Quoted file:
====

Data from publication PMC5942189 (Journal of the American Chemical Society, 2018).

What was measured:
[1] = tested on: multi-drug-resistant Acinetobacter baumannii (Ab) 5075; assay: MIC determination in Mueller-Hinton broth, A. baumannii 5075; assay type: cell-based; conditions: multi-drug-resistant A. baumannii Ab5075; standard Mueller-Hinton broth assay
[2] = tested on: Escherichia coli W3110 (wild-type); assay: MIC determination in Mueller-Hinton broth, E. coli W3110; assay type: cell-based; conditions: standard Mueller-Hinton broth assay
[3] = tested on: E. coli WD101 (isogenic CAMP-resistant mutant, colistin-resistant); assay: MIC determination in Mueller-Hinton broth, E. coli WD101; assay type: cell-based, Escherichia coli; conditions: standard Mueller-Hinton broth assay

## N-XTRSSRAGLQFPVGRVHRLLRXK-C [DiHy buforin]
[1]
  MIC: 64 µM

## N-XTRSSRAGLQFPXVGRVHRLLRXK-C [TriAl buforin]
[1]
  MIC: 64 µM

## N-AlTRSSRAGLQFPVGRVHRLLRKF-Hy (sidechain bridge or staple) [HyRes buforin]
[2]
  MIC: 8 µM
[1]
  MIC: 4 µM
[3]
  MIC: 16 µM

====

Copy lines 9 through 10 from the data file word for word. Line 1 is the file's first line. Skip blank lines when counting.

## N-XTRSSRAGLQFPXVGRVHRLLRXK-C [TriAl buforin]
[1]